Though their reign as the Empire of British horror had surely diminished by the time of its release in 1974, Hammer Film’s Frankenstein And The Monster From Hell marked a return to their familiar gothic traditions. Saddled with an absurdly low budget (about $230,000, not much more than the first Hammer Frankenstein film) and varied scripting problems, Frankenstein seemed destined to share the same fate as Hammer’s misguided efforts to keep the blood flowing in its Dracula films. But where that series unwisely attempted to transport the Count to swinging London (in Dracula A.D. 1972), the universe of James Bond (The Satanic Rites Of Dracula) and even 19th century Hong Kong (Legend Of The Seven Golden Vampires), Frankenstein And The Monster From Hell is Hammer horror at its most pure. It’s a legitimate, nostalgic swan song, and a much better film than its reputation would suggest.
The film deals with the Baron hiding out in an insane asylum, so that he may continue his experiments with reanimating the dead, along with inmate Dr. Helder, who has been institutionalized for conducting such experiments. It’s a fitting end to the series and a recommended film that would stand quite well if watched alone.
11. From Beyond The Grave
Director: Kevin Connor
Stars: Peter Cushing, Ian Bannen, Ian Carmichael, Donald Pleasence
From Beyond The Grave is an anthology of four stories written by British author R. Chetwynd-Hayes connected by use of an antique shop. The stories include The Gate Crasher about a man who purchases a mirror at the shop that is a portal to underworld, An Act Of Kindness about an unhappy family man who befriends a veteran and his daughter, The Elemental about a man who has a chance meeting with a medium who tells him he’s got a demon on his shoulder, and The Door about a man who purchases an ornate door for his home and finds out that said door opens to another dimension.
Amicus Productions released several anthology horror films during the ’70s and for many this is considered the best (not to denigrate the others mind you). From Beyond The Grave has a rather nasty and gloomy atmosphere that’s simply more effective than the jump scares or visceral horror of today. The best segment is The Gate Crasher which is very similar to Julia’s plot in Hellraiser. It involves a man who buys an antique mirror and a spirit who requires blood in order to return to the land of the living.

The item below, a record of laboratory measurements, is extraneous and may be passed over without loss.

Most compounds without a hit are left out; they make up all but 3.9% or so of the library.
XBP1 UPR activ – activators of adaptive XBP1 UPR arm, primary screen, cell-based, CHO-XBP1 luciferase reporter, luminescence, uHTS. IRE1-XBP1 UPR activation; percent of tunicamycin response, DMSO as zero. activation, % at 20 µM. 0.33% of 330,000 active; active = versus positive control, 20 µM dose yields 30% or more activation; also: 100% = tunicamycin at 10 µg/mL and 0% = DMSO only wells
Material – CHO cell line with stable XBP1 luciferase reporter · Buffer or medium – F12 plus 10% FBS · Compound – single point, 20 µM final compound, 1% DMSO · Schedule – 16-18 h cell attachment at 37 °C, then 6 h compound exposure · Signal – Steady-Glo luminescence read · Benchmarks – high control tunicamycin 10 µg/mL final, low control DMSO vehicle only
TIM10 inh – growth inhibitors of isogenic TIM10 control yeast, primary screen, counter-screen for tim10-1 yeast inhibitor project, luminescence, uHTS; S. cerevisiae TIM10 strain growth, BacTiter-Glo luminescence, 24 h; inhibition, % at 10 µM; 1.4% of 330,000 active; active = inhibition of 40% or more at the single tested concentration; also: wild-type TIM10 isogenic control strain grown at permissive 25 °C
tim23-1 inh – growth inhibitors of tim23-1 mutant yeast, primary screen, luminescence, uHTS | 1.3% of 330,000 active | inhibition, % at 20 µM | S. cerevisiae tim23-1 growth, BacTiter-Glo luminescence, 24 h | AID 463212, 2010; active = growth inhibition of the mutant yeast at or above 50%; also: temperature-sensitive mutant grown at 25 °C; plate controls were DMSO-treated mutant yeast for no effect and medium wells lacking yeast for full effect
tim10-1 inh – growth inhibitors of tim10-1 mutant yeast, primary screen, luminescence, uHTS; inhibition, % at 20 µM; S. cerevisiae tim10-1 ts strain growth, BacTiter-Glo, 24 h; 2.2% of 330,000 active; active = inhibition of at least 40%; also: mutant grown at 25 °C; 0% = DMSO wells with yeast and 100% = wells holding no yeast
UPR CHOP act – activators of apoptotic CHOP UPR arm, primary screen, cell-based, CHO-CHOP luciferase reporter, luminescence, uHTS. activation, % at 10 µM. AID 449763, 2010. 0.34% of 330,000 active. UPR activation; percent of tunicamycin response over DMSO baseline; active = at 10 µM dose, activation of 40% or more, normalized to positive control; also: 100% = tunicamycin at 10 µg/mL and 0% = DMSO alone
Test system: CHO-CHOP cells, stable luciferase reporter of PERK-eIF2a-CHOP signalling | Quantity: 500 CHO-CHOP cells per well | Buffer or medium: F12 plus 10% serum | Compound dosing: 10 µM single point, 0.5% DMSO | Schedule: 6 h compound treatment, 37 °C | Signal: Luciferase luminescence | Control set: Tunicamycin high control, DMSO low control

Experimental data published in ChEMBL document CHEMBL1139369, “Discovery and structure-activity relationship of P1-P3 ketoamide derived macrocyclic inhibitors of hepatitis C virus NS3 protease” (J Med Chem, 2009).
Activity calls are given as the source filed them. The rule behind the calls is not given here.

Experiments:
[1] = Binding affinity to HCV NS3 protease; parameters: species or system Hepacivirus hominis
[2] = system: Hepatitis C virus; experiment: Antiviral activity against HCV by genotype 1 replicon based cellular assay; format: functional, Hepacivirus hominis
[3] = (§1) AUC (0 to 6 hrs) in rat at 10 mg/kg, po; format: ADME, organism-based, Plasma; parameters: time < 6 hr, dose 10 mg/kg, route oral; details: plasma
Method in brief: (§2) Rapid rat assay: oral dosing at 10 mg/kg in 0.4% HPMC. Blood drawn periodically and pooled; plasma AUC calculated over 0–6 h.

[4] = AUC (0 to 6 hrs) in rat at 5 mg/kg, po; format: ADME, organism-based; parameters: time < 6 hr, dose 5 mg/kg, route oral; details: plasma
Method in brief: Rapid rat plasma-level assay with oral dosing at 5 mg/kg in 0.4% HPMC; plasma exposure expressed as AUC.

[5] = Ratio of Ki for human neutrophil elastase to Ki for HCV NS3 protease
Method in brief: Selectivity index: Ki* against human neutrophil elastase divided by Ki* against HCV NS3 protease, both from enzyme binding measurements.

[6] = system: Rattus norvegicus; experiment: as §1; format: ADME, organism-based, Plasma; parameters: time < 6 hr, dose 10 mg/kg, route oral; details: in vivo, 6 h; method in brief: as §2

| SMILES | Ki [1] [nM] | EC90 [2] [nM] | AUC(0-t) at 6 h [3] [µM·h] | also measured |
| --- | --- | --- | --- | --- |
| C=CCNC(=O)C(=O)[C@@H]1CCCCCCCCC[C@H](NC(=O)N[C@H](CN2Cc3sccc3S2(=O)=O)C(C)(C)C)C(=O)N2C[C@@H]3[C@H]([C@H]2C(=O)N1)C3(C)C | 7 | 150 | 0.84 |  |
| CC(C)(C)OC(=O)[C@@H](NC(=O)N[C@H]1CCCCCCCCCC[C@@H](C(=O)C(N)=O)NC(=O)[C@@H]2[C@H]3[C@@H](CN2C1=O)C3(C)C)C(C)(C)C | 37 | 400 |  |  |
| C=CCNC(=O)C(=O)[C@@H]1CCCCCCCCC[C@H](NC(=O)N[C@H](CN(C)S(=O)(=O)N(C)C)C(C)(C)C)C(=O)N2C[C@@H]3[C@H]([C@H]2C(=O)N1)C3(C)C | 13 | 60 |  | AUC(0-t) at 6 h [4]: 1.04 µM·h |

10. Captain Kronos – Vampire Hunter
Director: Brian Clemens
Stars: Horst Janson, John Carson, Shane Briant, Caroline Munro
Captain Kronos – Vampire Hunter follows the exploits of Captain Kronos, a swashbuckling vampire hunter who comes to the aid of his old friend Dr. Marcus, after receiving word that he is in need of his expertise. It seems that a local village has recently been plagued by a series of unusual murders, and Kronos and his trusted hunchbacked assistant Grost believe it is the work of vampires. Concocting a string of tests and narrowing down the playing field, Kronos and Grost close in on the killer, but all is not what it seems in this sleepy unsuspecting town. With the help of a beautiful outcast named Carla, Kronos and Grost just might have what it takes to take down this ever illusive monster and save the villagers from certain doom.
Captain Kronos – Vampire Hunter was originally planned as the first in a new series of films from Hammer Studios. Unfortunately, the film didn’t do well at the box office and no further entries in the series were made. This is a shame. Filled with well choreographed sword play, excellent sets and locations, a first rate cast and a surprisingly original story, this is one of many Hammer Studios classics that deserves a second look.
9. It’s Alive
Director: Larry Cohen
Stars: John P. Ryan, Sharon Farrell, Andrew Duggan, Guy Stockwell
Lurking in the back of every expectant parent’s mind is the dread that their new child will be a little… off somehow – sick, deformed, psychotic or maybe even Satan incarnate, here to herald the end of the world. It’s Alive taps into that fear. In fact, the filmmakers pushed that fear to its extreme, taking the core of the Frankenstein story (as hinted at in the title) and producing the first mainstream American picture about the horror of childbirth. It was also, so it seems, the first film centered upon a murderous and bloodthirsty infant.
In short, a newly born baby slaughters five doctors and nurses in the delivery room, before escaping into the night. As the parents struggle to cope with why they’ve given birth to a monster, the police try to track “it” down. The newborn craves milk, toys, and its parents. If anything gets in its way, well, you can probably figure out the rest…
Director: Pete Walker
Stars: Rupert Davies, Sheila Keith, Deborah Fairfax, Paul Greenwood